How to develop an effective capacity planning process

Trying to get a handle on matching technology infrastructure with demand? Here are the nine major steps associated with implementing a sound capacity planning process.

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Step 5: Collect Workload Forecasts from Developers and Users

This is one of the most critical steps in the entire capacity planning process, and it is the one over which you have the least control. Developers are usually asked to help users complete IT workload forecasts. As in many instances of this type, the output is only as good as the input. Working with developers and some selected pilot users in designing a simple yet effective worksheet can go a long way to easing this step. You can see a sample user workload forecast worksheet here. This should be customized as much as possible to meet the unique requirements of your particular environment.

Step 6: Transform Workload Forecasts into IT Resource Requirements

After the workload forecasts are collected, the projected changes must be transformed into IT resource requirements. Sophisticated measurement tools or a senior analyst's expertise can help in changing projected transaction loads, for example, into increased capacity of server processors. The worksheets also allow you to project the estimated time frames during which workload increases will occur. For major application workloads, it is wise to utilize the performance centers that key suppliers of the servers, database software and enterprise applications now offer.

Step 7: Map Requirements onto Existing Utilizations

The projected resource requirements derived from the workload projections of the users in Step 6 are now mapped onto the charts of excess utilization from Step 4. This mapping shows the quantity of new capacity that will be needed by each component to meet expected demand.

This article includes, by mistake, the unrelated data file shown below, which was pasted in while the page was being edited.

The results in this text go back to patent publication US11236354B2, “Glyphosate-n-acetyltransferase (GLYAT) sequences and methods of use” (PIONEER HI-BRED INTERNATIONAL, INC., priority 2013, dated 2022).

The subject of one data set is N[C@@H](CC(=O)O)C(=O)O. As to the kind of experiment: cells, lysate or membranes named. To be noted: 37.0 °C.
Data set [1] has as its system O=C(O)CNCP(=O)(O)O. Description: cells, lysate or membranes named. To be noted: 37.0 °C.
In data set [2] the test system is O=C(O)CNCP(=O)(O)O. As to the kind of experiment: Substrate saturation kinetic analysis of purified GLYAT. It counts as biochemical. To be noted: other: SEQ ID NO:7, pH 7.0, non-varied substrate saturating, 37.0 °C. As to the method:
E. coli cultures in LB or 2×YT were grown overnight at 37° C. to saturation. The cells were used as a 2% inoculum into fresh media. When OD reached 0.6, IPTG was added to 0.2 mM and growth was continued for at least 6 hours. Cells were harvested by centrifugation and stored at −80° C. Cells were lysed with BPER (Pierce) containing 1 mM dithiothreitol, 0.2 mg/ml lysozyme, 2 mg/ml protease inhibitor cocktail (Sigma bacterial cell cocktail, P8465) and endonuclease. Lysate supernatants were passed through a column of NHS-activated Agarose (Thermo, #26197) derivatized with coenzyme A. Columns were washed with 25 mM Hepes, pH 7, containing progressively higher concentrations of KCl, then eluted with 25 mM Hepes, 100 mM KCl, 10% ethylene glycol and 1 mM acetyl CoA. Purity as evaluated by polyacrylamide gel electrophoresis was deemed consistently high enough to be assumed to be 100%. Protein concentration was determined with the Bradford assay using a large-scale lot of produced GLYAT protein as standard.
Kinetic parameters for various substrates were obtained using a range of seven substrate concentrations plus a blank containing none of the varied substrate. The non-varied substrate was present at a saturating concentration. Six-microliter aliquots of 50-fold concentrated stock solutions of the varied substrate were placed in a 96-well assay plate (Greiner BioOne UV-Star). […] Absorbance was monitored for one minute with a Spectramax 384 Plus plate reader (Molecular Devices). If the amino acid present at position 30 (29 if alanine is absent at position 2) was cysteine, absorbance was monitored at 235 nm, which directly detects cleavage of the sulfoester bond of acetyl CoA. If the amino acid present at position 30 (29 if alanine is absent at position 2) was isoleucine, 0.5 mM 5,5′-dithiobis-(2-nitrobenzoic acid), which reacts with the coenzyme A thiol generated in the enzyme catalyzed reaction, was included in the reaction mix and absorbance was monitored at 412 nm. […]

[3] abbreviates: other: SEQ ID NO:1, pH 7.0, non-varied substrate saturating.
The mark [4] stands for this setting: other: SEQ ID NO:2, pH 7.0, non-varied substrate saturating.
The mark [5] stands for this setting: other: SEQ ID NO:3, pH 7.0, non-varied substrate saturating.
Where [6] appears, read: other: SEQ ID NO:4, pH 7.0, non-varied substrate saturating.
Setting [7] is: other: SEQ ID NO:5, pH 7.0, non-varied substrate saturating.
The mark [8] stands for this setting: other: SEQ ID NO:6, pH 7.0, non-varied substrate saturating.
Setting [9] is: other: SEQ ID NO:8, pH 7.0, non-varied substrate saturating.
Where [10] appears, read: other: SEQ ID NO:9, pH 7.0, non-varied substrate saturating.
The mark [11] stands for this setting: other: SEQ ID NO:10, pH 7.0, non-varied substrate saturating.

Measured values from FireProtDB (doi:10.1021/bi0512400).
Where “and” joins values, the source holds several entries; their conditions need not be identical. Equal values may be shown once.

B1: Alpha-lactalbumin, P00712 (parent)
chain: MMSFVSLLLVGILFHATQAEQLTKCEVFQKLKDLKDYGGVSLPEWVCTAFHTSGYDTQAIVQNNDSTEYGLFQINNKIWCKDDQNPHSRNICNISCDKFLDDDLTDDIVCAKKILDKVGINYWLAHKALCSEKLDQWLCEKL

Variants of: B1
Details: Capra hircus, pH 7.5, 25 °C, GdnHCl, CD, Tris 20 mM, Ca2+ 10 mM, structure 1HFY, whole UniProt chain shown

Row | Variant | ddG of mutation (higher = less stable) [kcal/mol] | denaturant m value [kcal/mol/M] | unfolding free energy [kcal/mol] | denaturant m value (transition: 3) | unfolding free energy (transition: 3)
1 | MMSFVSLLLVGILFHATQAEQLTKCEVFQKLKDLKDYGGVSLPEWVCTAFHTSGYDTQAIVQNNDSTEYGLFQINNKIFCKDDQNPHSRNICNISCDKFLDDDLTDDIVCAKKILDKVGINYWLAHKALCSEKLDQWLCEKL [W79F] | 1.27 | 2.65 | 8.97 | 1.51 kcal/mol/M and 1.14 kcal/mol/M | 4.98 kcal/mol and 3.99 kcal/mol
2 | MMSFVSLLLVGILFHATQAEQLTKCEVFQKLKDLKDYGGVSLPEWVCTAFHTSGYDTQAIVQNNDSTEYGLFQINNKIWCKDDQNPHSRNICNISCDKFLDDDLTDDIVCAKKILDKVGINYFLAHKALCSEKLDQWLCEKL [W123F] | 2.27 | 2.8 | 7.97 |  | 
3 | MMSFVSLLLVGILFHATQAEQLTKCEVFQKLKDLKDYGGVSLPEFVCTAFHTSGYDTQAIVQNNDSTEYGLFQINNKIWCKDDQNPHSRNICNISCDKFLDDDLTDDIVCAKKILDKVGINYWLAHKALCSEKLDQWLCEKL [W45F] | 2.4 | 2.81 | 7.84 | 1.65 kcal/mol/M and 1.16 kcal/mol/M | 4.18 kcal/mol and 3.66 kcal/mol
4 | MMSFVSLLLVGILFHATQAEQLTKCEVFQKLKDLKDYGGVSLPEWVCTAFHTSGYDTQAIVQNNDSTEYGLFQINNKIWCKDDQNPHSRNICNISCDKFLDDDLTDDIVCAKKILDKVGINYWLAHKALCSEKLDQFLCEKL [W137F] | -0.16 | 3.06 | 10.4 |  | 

Step 8: Predict When the Shop Will Be Out of Capacity

The mapping of the quantity of additional capacity needed to meet projected workload demands also pinpoints the time frame during which these upgraded resources will be required.

Step 9: Update Forecasts and Utilizations

The process of capacity planning is not a one-shot event but rather an ongoing activity. Its maximum benefit is derived from continually updating the plan and keeping it current. The plan should be updated at least once per year. Shops that use this methodology best are the shops that update their plans every quarter. Note that the production acceptance process also uses a form of capacity planning when determining resource requirements for new applications.

Rich Schiesser has experience as a senior IT executive, professional educator and consultant. This article is excerpted from his book IT Systems Management with permission of publisher Prentice Hall Professional.

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Copyright © 2010 IDG Communications, Inc.

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